Intro to AWS EKS: Orchestrating Scalable and Resilient Kubernetes Workloads in the Cloud

As organizations embrace containerization and microservices architecture, managing and scaling containerized workloads efficiently becomes crucial. Amazon Elastic Kubernetes Service (EKS) provides a fully managed Kubernetes service, enabling you to deploy, manage, and scale containerized applications using the power and flexibility of Kubernetes in the AWS cloud environment. In this comprehensive blog post, we will explore AWS EKS in detail, covering its high-level architecture, use cases, and weighing its pros and cons to help you make informed decisions when considering EKS for your container orchestration needs.

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AWS Elastic Block Store Volume Types

EBS Volume Type refers to the different types of Elastic Block Store (EBS) volumes that are available in Amazon Web Services (AWS). EBS volumes are virtual hard drives that can be attached to EC2 instances, providing persistent block-level storage for applications and data.

There are different EBS volume types that provide varying levels of performance, durability, and cost, allowing users to choose the best option for their specific workload.

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AWS Elastic Block Store

Elastic Block Store (EBS) is a block-level storage service provided by Amazon Web Services (AWS) that allows you to create and attach persistent block storage volumes to your Amazon Elastic Compute Cloud (EC2) instances. It provides highly available and durable block-level storage volumes that can be used with Amazon EC2 instances to store data.

EBS volumes are replicated within an Availability Zone (AZ) to provide redundancy and durability. You can also take snapshots of EBS volumes, which are stored in Amazon S3, to provide a backup of your data. EBS volumes can be attached to EC2 instances as block devices, allowing you to use them as a hard drive or to store data for databases, file systems, and other applications.

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Intro to AWS Security Groups

AWS Security Group is a virtual firewall that controls inbound and outbound traffic for Amazon Elastic Compute Cloud (EC2) instances and other resources in Amazon Web Services (AWS). It acts as a virtual firewall that regulates traffic based on rules that you define.

Each AWS Security Group is associated with one or more instances, and you can specify the inbound and outbound traffic rules for that group. You can use security groups to allow or deny traffic from specific IP addresses, protocols, or ports. You can also create rules that allow traffic from other security groups, enabling you to control access to different resources within your VPC.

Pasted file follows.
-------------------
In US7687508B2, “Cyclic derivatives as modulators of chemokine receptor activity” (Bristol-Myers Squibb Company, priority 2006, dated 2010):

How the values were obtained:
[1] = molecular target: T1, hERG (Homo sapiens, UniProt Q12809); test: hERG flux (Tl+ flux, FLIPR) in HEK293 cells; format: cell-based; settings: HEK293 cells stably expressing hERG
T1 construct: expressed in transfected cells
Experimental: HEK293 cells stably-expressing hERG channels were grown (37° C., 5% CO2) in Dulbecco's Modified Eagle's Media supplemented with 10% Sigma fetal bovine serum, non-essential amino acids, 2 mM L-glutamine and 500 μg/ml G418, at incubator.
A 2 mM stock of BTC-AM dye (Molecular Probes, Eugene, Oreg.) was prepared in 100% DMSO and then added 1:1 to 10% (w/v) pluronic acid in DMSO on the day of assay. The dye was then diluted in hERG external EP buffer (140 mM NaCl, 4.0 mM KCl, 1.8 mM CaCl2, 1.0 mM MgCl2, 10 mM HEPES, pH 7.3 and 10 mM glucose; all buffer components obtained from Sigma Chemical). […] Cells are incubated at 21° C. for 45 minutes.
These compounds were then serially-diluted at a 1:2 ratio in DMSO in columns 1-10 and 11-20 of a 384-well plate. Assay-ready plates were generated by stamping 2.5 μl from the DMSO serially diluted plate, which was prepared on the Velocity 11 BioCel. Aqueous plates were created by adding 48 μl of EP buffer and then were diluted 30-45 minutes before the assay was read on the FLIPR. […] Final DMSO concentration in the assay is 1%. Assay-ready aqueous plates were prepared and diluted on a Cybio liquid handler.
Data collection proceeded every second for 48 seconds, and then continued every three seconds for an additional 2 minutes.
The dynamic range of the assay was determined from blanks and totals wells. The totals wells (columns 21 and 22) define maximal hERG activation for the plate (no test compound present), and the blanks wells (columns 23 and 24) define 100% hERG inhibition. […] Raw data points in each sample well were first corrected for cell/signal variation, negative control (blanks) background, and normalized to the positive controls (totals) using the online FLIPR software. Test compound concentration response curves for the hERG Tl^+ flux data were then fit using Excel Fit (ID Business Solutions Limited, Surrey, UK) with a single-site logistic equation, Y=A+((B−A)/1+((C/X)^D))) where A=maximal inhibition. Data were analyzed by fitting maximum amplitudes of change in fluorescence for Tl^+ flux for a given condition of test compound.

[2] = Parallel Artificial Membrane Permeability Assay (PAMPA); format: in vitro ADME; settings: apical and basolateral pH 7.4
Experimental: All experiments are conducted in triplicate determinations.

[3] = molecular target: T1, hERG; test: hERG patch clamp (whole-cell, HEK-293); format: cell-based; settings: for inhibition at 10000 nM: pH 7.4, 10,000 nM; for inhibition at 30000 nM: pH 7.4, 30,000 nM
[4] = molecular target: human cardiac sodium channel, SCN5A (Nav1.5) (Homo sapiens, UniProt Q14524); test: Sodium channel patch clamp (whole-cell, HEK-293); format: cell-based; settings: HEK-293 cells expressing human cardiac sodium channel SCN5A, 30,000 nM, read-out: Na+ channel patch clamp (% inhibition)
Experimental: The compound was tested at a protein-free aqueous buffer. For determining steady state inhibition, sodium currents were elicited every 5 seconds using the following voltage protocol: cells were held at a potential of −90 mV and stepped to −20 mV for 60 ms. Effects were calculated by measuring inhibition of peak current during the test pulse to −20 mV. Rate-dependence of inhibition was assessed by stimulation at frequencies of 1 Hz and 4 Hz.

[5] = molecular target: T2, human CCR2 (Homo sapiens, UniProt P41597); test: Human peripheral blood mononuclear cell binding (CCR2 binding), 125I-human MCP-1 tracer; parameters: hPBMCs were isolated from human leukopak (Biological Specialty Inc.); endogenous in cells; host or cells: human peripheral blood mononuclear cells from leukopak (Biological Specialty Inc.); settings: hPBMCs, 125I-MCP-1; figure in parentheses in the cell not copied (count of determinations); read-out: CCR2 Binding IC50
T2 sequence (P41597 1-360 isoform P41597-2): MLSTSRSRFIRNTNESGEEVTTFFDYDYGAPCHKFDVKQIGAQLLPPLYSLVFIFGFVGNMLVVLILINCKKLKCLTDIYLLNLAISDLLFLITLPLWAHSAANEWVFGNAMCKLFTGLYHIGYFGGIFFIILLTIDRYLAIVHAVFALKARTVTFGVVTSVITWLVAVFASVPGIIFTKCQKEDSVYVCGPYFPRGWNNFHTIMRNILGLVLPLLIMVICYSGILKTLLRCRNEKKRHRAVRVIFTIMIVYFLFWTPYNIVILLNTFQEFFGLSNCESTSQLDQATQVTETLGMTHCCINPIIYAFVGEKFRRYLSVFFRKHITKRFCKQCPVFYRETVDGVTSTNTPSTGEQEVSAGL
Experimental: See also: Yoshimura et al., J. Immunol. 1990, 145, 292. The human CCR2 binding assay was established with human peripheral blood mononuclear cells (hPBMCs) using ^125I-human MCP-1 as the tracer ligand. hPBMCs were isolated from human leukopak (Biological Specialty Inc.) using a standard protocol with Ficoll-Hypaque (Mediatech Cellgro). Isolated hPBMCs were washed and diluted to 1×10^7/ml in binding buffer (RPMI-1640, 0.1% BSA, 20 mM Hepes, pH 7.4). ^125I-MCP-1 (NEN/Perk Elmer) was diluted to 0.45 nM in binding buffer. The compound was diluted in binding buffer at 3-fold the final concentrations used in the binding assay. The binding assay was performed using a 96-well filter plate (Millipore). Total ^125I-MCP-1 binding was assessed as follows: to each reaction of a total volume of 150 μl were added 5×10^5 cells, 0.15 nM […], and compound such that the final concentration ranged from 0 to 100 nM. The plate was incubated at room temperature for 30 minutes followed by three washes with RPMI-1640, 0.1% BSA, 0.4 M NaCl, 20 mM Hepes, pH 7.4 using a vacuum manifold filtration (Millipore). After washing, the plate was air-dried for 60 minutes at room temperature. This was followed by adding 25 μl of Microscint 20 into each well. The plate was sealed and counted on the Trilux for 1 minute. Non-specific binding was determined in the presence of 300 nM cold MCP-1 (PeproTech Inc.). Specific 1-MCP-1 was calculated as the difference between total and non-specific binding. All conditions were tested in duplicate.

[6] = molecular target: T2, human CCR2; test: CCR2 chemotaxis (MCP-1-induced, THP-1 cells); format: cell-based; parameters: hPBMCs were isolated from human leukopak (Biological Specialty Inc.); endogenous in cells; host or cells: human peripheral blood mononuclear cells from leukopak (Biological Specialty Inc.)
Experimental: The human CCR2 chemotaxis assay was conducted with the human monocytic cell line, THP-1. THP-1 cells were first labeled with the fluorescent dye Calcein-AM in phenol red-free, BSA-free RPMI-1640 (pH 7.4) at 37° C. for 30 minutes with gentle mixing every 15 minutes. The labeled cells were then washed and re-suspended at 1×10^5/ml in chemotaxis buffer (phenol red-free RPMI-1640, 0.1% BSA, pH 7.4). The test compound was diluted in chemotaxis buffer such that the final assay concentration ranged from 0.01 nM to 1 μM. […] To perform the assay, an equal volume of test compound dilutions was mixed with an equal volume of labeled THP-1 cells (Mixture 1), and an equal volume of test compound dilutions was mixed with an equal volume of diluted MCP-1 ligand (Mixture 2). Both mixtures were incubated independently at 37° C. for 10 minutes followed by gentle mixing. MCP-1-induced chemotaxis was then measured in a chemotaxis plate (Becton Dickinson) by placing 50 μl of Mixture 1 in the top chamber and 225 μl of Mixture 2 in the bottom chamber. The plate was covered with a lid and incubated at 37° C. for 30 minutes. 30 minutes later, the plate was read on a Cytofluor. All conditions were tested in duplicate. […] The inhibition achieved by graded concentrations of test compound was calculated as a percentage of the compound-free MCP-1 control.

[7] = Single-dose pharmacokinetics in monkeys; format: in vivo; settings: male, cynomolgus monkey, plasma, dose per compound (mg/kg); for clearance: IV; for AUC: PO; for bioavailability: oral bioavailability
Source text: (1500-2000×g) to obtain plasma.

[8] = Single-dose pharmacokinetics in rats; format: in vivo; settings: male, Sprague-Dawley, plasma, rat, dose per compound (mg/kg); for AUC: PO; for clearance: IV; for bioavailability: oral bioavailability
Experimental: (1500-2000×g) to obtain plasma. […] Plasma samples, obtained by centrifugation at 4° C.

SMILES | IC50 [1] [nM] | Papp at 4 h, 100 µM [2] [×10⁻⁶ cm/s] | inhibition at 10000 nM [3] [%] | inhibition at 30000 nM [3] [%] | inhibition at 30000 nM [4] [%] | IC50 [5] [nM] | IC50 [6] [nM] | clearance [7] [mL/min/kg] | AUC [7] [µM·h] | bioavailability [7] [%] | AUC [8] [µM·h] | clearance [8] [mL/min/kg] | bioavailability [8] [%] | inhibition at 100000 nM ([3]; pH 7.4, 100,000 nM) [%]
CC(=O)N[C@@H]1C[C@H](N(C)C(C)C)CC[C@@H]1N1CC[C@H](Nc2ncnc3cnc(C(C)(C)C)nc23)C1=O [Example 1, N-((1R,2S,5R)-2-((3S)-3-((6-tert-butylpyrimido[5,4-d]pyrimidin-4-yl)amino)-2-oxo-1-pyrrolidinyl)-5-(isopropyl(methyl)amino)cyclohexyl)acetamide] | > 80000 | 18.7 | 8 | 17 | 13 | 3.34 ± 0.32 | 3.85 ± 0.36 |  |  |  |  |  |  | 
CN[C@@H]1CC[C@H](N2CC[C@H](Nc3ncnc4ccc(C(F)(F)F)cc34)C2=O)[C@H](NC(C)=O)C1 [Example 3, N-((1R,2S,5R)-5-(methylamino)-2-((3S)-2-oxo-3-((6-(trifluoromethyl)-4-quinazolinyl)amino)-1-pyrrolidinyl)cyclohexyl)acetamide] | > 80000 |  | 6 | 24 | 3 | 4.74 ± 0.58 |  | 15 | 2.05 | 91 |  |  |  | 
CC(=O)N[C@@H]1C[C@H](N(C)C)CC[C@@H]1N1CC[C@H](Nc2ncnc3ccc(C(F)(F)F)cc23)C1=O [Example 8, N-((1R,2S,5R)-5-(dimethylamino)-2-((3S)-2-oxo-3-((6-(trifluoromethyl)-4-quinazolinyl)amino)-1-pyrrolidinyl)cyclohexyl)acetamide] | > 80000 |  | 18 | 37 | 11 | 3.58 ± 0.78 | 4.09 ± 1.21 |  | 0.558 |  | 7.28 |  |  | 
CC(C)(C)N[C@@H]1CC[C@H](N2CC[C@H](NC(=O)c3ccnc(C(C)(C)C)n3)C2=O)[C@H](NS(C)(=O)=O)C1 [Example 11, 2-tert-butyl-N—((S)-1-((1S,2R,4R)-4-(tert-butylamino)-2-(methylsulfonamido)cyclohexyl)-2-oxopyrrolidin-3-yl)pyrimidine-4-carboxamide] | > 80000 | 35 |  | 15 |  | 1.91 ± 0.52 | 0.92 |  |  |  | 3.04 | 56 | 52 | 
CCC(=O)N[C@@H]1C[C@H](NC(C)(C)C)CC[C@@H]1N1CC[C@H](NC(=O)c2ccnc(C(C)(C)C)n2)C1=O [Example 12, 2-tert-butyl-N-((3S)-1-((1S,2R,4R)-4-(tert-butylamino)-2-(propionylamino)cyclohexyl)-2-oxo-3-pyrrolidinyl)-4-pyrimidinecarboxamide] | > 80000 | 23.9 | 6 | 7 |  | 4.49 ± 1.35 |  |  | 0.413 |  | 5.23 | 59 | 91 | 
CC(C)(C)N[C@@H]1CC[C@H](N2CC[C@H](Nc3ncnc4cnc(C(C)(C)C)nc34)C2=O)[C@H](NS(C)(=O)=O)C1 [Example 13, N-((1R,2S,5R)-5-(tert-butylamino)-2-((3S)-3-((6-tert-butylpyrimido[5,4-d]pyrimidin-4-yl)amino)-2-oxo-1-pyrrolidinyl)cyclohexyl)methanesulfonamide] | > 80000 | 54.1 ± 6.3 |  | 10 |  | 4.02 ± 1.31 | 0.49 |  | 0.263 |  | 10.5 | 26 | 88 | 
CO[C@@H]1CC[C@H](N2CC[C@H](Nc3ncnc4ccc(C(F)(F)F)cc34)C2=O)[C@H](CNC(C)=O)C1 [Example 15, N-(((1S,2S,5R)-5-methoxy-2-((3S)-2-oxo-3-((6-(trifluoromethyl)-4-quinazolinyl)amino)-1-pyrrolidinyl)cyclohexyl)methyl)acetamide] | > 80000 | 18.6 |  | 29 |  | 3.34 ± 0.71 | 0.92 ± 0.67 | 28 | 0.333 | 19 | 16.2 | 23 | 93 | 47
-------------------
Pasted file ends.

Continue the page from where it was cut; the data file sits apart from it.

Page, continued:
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Intro to AWS EC2 Instance Store

Amazon Elastic Compute Cloud (EC2) Instance Store is a type of local disk storage that is physically attached to an EC2 instance. It provides temporary block-level storage for instances that require high-speed, low-latency access to data, such as database or cache workloads.

EC2 Instance Store is ideal for use cases that require high-performance data access and fast data transfer rates, such as transaction processing, web applications, and Hadoop clusters. EC2 Instance Store can provide higher I/O performance compared to Amazon Elastic Block Store (EBS) volumes, but it has some limitations.

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Intro to EC2

Amazon Elastic Compute Cloud (EC2) is a web service provided by Amazon Web Services (AWS) that enables users to provision and manage virtual machines (VMs) in the cloud. It provides scalable computing capacity in the cloud, allowing users to quickly and easily launch virtual machines with a variety of operating systems and software configurations.

With EC2, users can choose from a wide range of instance types optimized for different types of workloads, including general-purpose, compute-optimized, memory-optimized, and storage-optimized instances. EC2 also provides several features and capabilities, including the ability to configure security groups and network settings, attach storage volumes, and scale up or down as needed.

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